"If I'm asked if I have any ideas, then I'll say, 'Yeah, I've got a great idea for a title, I want this song to be called 'Backlash.' Unless there's a good reason Paul can tell me why something shouldn't be called 'Backlash,' then I don't have any reason to feel insecure about that.

Remember Mia

I wanted to talk about Evil Stig. What got you involved? Were you a fan of The Gits before?

"I had never heard of The Gits. I spent a lot of time in Seattle in the spring and summer of 1993, 'cause I was writing songs with Kathleen Hanna from Bikini Kill, and Kat from Babes In Toyland. And that summer, a friend of mine told me about this band, The Gits, and this lead singer, Mia Zapata, who had just been found raped and murdered, and everybody was all freakin' out you'd go see bands, and people were really depressed about it, and they talked about it. And so, I told Kathleen Hanna about this, and she also knew some of these people, and we decided to write a song about it, but instead of writing a song about feeling powerless, we wrote a song about beating a stalker, you know, kind of like, being stalked, and being attacked, and knowing enough to get away, and live. So we wrote this song, and it was on our last record, which is Pure And Simple. We did a video for this song, called 'Go Home,' and in the video put, 'This is dedicated to Mia Zapata,' and at the end of the video it said, 'Mia Zapata was brutally raped and murdered in July of '93. Her murderer has never been found.' So, we were trying to inform people that way, but since the video never got any airplay, nobody saw it. But then the band called me, and said thanks for being concerned And I said, I'd love to help you, and maybe there's a way we could do something a little more interesting, and maybe we could do some Blackhearts songs, and maybe if it works, we can try to do some Gits songs, and I'll sing leads. And I could feel that it was a little bit of a strange proposition. I think that they realized that my heart was true about this. It wasn't a publicity stunt."

When we grew up in Atlanta, the music community was really we exchanged gigs, and we had all this camaraderie, helping each other out all the time. Did you have that when you were coming up through the music scene?

"I think I've been through a couple of those. 'Cause with The Runaways, in the beginning of punk, when there was none of that, really, and then all of a sudden there was The Germs, and X, and all these bands in Los Angeles, and yeah, there was a real camaraderie, I think, there More of a friendship thing. Especially between me and those bands, because I was really into punk, more than the other girls, so it was more of my own camaraderie within the music community. But I do feel that today, too. I wanna reach out to other bands, and do shows together, and whatever."

I go see punk bands that are obviously inspired by you. Is there anybody recently who's inspired you, musically?

"See, I never see what you're talking about. But, I don't know I think all the women, and the girls who are out there playing music really inspire me. Anybody that I'm aware of that I am lucky enough to come across, regardless of whether I'm really into it or not, just the fact that they're out there doin' it because there were no women doin' this when I started. I mean, it was so obvious. And there are now, and so, for me, I can never take that for granted. I can never let that go. I have to always appreciate that. But within that, there are probably too many women to name that inspire me. But, people like Kathleen Hanna, you know, Bikini Kill, who just, against all odds, are really, just like pissing in the wind, they don't care what anyone thinks."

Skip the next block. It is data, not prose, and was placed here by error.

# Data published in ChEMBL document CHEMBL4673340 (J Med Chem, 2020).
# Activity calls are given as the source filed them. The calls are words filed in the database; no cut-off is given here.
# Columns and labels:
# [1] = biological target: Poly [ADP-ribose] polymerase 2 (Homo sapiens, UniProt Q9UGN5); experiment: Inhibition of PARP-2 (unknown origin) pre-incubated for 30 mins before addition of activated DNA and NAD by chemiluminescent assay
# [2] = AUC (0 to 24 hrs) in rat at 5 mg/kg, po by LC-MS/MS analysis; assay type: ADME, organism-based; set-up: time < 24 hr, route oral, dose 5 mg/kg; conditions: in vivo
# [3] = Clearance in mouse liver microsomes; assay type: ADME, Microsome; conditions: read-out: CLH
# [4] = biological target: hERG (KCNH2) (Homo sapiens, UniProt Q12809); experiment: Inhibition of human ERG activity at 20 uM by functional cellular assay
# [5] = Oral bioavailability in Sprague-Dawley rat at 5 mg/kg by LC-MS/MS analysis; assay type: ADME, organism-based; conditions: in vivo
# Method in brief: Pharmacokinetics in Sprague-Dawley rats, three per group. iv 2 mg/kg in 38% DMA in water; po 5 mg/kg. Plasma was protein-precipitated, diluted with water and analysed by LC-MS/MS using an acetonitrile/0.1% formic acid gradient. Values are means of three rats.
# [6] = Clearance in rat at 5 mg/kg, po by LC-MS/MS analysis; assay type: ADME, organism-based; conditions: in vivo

"Fugazi's a big one I think those guys are feminists, so I really recognize that side of it... I just sense a real sort of humanistic thing, you know, it's not playing up so much on men, women, it's just, 'Hey, we're all human beings.' And I really love their DIY thing. Every show's five dollars. Every show is all-ages. And it's always to their specification. Regardless, they never settle. And we know how hard that is to do And, not to mention, in that arena, it gets tough to take a hard line about your politics or anything. You'll have Ian out there saying, 'Hey, we're gonna stop the show, 'cause people are getting beaten up out there.' And I've heard things from women saying, 'Look, I don't need him to protect me!' It's like, come on, man, he's not trying to single you out, saying you're a weak woman, that you can't take care of yourself. I start to get really annoyed with that sort of, 'I don't need him to take care of me' sort of bravado. Yeah, let's see that once you got a boot up your ass."

Alright, last question: If you could change anything about your musical path, what would it be?

"I've been asked that before, and you know, I wouldn't change anything. I think all my experiences have been for a reason. You know, I could say, yeah, I wish I wasn't so fucked up in the Runaways. I wish I was more aware of some of the various business details over the years. But, you know, it all brings me to this point, and I'm glad my life's been like it's been. I think I've had a good one. I've been able to do a lot of things a lot of people haven't, that other people would dream of. I've been able to live out my fantasies, and dreams! So, I'm real lucky."